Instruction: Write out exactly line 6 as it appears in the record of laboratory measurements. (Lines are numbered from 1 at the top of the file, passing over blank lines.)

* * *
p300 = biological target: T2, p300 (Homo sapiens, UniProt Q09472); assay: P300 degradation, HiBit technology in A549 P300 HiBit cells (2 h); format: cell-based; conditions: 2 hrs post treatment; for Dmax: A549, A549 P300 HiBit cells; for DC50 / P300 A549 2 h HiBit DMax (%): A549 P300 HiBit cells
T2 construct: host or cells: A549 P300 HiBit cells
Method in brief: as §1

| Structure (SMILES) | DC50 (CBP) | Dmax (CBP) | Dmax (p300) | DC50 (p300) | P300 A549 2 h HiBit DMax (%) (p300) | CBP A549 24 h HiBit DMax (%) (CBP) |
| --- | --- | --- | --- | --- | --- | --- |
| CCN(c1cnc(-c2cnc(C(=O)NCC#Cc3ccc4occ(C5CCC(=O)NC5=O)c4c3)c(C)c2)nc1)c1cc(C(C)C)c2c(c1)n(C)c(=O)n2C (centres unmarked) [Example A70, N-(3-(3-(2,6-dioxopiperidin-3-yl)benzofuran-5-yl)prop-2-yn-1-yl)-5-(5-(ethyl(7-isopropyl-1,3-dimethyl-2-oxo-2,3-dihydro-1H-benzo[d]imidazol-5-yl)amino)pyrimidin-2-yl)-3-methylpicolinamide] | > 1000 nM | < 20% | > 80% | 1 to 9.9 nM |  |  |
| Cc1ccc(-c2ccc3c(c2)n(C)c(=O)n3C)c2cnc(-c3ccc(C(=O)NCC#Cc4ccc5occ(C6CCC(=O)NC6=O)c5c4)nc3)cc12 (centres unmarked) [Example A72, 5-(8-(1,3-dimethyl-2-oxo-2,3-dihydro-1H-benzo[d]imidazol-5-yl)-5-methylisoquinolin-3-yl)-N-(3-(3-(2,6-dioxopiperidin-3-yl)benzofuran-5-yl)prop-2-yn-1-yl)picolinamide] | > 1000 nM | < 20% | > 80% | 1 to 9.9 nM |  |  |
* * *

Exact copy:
| CCN(c1cnc(-c2cnc(C(=O)NCC#Cc3ccc4occ(C5CCC(=O)NC5=O)c4c3)c(C)c2)nc1)c1cc(C(C)C)c2c(c1)n(C)c(=O)n2C (centres unmarked) [Example A70, N-(3-(3-(2,6-dioxopiperidin-3-yl)benzofuran-5-yl)prop-2-yn-1-yl)-5-(5-(ethyl(7-isopropyl-1,3-dimethyl-2-oxo-2,3-dihydro-1H-benzo[d]imidazol-5-yl)amino)pyrimidin-2-yl)-3-methylpicolinamide] | > 1000 nM | < 20% | > 80% | 1 to 9.9 nM |  |  |